If you're looking for high-end battery chargers for large batteries, you can generally expect to pay between $40 and $100, but you can find some very high-powered models that cost even more.


  • Check the voltage of your chosen battery charger. Some chargers are designed to charge batteries of a certain voltage only. Universal models should adapt to different voltages.

  • Check the amps of your chosen battery charger. As a rule, the larger the amperage, the more quickly it will charge your batteries.

  • Think about how often you'll use your battery charger. If you'll be using it daily, it's worth spending more for a durable model. However, a basic model is fine if you're only likely to use it a few times a year.

  • Decide whether you need a universal battery charger. If you're buying a charger to charge one type of battery only – a lead acid car battery, for instance – choose a charger to suit that particularly battery. However, if you want to be able to recharge a wide range of batteries, opt for a universal model.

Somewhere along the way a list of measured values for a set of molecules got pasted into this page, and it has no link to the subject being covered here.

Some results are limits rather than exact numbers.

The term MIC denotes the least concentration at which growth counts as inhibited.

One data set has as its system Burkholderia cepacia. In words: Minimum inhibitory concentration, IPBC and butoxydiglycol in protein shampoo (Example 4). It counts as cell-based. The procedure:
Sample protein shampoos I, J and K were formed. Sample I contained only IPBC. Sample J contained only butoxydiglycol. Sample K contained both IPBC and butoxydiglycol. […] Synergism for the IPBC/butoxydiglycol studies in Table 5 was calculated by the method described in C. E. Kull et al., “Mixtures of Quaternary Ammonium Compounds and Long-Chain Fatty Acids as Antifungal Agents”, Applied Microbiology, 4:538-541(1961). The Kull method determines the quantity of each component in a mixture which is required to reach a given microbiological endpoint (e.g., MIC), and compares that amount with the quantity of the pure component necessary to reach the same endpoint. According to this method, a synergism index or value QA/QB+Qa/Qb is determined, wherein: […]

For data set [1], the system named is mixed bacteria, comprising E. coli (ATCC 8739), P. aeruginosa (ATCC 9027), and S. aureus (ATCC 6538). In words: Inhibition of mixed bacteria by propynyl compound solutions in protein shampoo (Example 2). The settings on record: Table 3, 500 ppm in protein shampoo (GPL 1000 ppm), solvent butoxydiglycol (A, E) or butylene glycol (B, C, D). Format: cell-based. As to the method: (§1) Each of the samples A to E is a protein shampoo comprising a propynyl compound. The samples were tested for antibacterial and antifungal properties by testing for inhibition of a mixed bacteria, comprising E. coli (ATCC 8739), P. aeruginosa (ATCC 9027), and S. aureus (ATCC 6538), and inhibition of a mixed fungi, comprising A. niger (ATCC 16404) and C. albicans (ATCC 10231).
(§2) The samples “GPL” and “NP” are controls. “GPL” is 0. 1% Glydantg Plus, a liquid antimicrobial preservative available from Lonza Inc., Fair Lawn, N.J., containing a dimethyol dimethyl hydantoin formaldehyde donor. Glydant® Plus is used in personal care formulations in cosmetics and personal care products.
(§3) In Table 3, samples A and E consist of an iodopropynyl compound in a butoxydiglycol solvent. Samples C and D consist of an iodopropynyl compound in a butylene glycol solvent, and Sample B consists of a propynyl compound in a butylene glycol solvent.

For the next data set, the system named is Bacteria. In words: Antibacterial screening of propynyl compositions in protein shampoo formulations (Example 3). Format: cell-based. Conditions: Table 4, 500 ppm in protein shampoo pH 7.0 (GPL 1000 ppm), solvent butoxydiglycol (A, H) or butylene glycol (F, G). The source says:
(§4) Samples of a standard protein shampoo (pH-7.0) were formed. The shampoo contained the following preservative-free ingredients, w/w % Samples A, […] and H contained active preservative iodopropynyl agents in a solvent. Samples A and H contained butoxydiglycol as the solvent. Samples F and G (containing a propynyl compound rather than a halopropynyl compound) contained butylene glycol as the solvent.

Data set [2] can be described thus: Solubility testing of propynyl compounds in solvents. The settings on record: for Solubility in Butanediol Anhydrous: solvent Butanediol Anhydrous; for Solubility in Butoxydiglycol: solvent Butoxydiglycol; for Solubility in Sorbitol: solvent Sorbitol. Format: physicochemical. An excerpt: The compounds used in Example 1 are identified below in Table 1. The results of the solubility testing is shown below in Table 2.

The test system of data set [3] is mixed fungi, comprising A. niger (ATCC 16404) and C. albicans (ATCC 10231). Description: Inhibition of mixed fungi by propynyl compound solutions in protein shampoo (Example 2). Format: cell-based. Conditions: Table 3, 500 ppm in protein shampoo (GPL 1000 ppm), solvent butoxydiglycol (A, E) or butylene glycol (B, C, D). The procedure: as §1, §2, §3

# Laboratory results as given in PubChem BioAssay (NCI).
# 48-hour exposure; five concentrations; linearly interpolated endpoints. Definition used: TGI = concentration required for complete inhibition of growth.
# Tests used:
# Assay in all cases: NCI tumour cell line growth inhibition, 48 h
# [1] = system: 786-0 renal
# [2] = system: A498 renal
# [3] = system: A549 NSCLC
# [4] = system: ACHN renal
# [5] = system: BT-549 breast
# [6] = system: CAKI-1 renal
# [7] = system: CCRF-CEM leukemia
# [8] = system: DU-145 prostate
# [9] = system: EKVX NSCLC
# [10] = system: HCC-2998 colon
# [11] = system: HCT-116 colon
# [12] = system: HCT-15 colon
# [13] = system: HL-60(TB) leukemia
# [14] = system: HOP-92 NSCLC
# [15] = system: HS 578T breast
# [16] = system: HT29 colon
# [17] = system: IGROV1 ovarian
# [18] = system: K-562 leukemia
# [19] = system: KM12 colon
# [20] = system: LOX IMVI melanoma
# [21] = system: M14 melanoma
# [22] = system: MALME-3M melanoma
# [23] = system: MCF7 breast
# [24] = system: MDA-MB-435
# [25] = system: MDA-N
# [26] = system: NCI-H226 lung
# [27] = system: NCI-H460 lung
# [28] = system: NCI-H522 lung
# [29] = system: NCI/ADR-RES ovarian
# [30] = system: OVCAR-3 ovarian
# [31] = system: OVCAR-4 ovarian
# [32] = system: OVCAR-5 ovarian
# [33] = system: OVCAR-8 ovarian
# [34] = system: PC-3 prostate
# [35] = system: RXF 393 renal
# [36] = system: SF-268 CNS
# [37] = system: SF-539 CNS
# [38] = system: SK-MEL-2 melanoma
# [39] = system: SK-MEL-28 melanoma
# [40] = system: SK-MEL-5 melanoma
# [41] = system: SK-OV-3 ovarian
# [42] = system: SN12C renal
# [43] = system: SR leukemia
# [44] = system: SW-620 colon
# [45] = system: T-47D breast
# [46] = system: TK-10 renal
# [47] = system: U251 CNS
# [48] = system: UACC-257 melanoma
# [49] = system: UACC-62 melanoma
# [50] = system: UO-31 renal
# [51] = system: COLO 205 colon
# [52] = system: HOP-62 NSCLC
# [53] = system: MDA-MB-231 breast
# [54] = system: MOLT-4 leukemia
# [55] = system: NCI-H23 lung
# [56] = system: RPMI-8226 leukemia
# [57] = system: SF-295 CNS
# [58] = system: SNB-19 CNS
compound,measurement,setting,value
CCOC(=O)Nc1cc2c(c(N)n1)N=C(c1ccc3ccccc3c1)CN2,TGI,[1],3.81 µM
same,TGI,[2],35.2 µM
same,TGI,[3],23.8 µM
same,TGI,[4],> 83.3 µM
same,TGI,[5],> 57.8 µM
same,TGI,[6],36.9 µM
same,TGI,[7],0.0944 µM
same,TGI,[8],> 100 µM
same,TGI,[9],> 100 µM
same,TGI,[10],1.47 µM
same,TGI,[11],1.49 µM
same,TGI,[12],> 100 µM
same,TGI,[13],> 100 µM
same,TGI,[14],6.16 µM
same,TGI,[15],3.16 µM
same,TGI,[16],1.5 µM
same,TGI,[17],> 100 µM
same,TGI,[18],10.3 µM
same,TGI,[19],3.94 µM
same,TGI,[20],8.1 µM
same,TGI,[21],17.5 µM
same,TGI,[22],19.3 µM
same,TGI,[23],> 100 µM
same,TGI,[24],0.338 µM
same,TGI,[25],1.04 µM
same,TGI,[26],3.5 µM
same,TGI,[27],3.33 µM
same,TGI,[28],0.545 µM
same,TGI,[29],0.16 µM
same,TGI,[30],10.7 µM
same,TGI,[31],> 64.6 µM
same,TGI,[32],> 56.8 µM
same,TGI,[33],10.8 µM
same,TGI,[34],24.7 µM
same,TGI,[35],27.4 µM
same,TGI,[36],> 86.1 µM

• Consider whether you need an emergency starting mode. Some models have a special high-amp mode that enables you to jump-start your car battery in an emergency.

  • Check that your batteries aren't overheating during charging. You should expect them to get relatively warm as they charge, but if they feel scaldingly hot or much warmer than normal, it could pose a fire hazard. Unplug the charger from the outlet.
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Always charge your batteries at room temperature. Batteries don't charge as effectively in low temperatures, and lithium-ion batteries don't charge at all in freezing temperatures.


Q. Can I charge my batteries via USB?

A. While most battery chargers run from a power outlet, you can find some that are designed to charge batteries via a USB port. These chargers are generally for small household batteries because a USB port doesn't provide enough power to charge large batteries.

Q. Can I use my battery charger overseas?

A. Not all battery chargers can be used overseas, but some can. To be compatible for use in any country, your chosen charger will need to have an input voltage of 100V to 240V AC. Plus you'll need the relevant adaptor to allow you to plug it into the power outlets in the country you're visiting.

Q. Can I recharge non-rechargeable batteries in my battery charger?

A. While it might be tempting to try to get the most out of your standard alkaline household batteries, the clue's in the question – no, you can't recharge non-rechargeable batteries in a battery charger. These are designed for single use only. If you want to recharge small household batteries, you'll need to buy the rechargeable kind.